A Letter To Our Son’s Teachers On His First Day Of Preschool

first day school clothes picture ideas down syndrome

All ready for his first day of school!

Wow, I seriously can’t believe that in less than an hour our little boy will be playing, learning, having fun, and making friends at his new preschool class!

We have opted to put Noah in a typical private and all day preschool as opposed to a school that is for children with Down syndrome. I know there are lots of opinions out there when it comes to a child’s eduction (regardless of needs) so if you choose to go another route that’s ok also! This is just the way we choose to go. Noah’s doing great, and we can’t wait to see how he does being around typical children all day.

Noah’s the only child with Down syndrome at this particular school so my wife wrote this letter last that that we are going to print out and give to his teachers this morning. I thought I’d share with you.

Needless to say I’m one proud daddy! I love this little boy so-so-so-so much and I’m super excited to see him begin this awesome chapter in his life!

And yes,I’m going to be that dad this morning. The one snapping pictures like crazy. In fact I’m even brining my external flash. I’m about to go TMZ in here!

Dear Teachers

I would like to take a moment to introduce you to our son Noah Smith. He is joining your class today and we are so excited for this next journey in his life. We wanted to take a few minutes to tell you a little bit about our son and let you know that we welcome any questions you may have (we’re super proud of him, and love to talk about him.)

Our son was born with Down syndrome which means that he has an extra copy of his 21st chromosome. I don’t know if you have had the pleasure of knowing anyone with Down syndrome so I hope you don’t mind if I tell you a little bit about what that means. Noah has certain characteristics that are common for children who have Down syndrome including upslanted eyes, low set ears, being a little smaller than you expect for someone his age, but his biggest challenge is hypotonia.

Hypotonia does not mean that he is weak it just means that his muscles are more relaxed. You will find him a bit limp when you pick him up. It has made it challenging to reach his gross and fine motor skills and even affects his mouth with forming sounds. We have been working with an occupational and physical therapist since he was 3 weeks old and he has been doing awesome with that. (He will continue to do therapy on Monday afternoons after school.)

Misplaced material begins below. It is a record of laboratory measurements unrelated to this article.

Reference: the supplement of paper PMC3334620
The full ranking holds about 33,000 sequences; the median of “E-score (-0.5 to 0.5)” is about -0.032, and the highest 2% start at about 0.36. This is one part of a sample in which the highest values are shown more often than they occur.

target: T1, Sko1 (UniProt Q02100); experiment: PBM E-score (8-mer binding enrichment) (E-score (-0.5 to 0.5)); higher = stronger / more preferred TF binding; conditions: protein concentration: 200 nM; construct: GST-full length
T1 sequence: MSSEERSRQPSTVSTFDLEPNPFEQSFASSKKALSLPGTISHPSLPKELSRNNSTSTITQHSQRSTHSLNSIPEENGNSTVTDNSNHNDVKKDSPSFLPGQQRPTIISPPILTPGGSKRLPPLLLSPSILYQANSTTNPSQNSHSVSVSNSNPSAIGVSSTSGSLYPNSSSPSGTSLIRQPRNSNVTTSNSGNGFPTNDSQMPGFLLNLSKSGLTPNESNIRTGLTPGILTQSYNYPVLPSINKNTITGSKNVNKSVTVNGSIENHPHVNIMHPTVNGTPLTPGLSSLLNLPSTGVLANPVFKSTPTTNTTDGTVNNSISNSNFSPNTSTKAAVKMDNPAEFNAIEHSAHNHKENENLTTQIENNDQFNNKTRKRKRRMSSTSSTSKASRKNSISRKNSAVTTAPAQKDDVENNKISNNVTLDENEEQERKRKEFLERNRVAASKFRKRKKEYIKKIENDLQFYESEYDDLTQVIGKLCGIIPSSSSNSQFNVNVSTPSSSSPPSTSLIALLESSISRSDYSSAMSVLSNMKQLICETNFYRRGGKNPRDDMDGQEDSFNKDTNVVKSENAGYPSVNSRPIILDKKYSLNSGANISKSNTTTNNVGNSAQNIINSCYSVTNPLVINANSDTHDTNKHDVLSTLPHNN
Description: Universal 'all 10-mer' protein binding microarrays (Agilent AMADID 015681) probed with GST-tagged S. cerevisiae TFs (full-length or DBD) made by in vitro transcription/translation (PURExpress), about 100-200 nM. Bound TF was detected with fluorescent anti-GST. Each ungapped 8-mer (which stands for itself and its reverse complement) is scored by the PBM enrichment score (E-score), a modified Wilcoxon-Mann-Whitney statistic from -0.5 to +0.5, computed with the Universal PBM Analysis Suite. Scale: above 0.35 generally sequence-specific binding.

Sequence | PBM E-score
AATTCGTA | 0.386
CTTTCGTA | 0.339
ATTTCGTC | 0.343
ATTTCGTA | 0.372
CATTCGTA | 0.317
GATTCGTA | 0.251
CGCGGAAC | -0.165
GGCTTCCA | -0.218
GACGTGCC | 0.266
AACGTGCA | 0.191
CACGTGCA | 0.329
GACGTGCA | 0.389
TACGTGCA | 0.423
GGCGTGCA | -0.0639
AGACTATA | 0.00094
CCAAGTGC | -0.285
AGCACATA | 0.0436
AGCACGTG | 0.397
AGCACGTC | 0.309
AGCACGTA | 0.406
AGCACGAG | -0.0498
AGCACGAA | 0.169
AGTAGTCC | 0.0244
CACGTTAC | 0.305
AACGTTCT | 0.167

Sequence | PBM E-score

He started walking this summer and is getting more stable every day. You may hear that ALL children with Down syndrome are angels or just the happiest children ever. While our son may be pretty happy, I think you will find that he also gets pretty stubborn, can get upset and cry, and have any emotion that a typical child goes through. In other words, he is no angel. ☺

Down syndrome however is only part of our son and we also want you to know other things about him. Our hope is that he is fully included in a classroom and makes friends as well as learns. He is very curious and likes to explore. You can see his imagination is starting to grow as he is playing with toys. He likes to climb, so you may want to watch your bookcases and tables. It is not ok for him to be sitting on tables no matter how cute he looks up there. He loves music and dancing. He likes looking at books and being read to. He enjoys rolling a ball back and forth and playing peek-a-boo. You will find his laugh is quite contagious.

Don’t let him fool you, he does understand the word no. We expect him to uphold the same rules as other children and to be disciplined when needed. If the appropriate behavior is shown to him, he will likely follow along. He learns best by seeing and then mimicking. It may take him longer to process what is said to him so please be patient with him. We have noticed that when we are singing songs if we give him time to process the hand movements and don’t rush he will copy what we are doing. I think you will find that he is pretty smart and an excellent problem solver. We are so excited to see how he does surrounded by typical children for him to model himself after.